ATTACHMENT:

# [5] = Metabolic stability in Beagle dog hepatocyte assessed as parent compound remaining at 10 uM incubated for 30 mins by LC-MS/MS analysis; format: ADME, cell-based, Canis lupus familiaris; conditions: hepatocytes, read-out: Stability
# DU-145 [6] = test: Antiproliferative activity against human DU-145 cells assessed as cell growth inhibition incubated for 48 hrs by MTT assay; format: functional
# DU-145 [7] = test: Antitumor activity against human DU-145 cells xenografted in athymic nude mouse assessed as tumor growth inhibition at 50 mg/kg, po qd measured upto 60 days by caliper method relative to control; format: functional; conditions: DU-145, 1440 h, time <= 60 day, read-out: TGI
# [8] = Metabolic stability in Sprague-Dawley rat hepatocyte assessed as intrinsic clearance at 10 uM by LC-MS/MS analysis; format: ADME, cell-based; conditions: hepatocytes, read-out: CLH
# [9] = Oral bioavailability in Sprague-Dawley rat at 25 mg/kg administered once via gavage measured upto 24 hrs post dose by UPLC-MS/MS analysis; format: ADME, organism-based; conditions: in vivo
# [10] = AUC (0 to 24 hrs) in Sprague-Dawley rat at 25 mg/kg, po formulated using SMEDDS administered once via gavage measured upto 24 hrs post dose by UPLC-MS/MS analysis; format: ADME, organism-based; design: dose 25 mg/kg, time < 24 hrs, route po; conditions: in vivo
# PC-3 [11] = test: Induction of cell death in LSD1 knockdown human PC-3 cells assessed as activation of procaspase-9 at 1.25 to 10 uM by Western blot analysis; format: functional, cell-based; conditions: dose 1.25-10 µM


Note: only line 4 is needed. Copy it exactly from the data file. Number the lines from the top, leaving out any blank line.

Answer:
# [8] = Metabolic stability in Sprague-Dawley rat hepatocyte assessed as intrinsic clearance at 10 uM by LC-MS/MS analysis; format: ADME, cell-based; conditions: hepatocytes, read-out: CLH